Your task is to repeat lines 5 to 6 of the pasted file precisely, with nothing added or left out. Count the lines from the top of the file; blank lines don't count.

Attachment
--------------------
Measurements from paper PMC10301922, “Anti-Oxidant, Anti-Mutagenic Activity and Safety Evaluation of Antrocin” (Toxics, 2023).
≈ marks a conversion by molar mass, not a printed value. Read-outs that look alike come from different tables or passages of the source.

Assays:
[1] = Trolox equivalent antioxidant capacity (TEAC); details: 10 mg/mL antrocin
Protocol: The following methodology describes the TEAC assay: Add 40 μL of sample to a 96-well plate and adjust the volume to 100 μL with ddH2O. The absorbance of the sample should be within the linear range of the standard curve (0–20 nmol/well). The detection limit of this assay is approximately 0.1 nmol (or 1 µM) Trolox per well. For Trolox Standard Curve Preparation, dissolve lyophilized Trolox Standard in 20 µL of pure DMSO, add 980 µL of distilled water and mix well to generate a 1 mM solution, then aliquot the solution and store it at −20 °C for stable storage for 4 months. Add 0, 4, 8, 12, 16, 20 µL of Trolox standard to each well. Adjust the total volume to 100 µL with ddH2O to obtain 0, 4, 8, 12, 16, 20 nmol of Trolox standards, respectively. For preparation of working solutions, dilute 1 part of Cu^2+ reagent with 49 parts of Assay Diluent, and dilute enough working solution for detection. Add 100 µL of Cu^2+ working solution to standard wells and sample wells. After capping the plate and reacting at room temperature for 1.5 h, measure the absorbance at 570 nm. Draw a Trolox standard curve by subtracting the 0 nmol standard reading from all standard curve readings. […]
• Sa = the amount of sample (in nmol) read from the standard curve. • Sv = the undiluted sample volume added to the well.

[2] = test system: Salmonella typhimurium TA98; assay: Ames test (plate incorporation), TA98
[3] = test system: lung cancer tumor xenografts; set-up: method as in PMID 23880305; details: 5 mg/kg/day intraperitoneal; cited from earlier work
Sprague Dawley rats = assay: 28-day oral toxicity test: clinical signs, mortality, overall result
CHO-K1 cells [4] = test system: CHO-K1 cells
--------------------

Protocol: The following methodology describes the TEAC assay: Add 40 μL of sample to a 96-well plate and adjust the volume to 100 μL with ddH2O. The absorbance of the sample should be within the linear range of the standard curve (0–20 nmol/well). The detection limit of this assay is approximately 0.1 nmol (or 1 µM) Trolox per well. For Trolox Standard Curve Preparation, dissolve lyophilized Trolox Standard in 20 µL of pure DMSO, add 980 µL of distilled water and mix well to generate a 1 mM solution, then aliquot the solution and store it at −20 °C for stable storage for 4 months. Add 0, 4, 8, 12, 16, 20 µL of Trolox standard to each well. Adjust the total volume to 100 µL with ddH2O to obtain 0, 4, 8, 12, 16, 20 nmol of Trolox standards, respectively. For preparation of working solutions, dilute 1 part of Cu^2+ reagent with 49 parts of Assay Diluent, and dilute enough working solution for detection. Add 100 µL of Cu^2+ working solution to standard wells and sample wells. After capping the plate and reacting at room temperature for 1.5 h, measure the absorbance at 570 nm. Draw a Trolox standard curve by subtracting the 0 nmol standard reading from all standard curve readings. […]
• Sa = the amount of sample (in nmol) read from the standard curve. • Sv = the undiluted sample volume added to the well.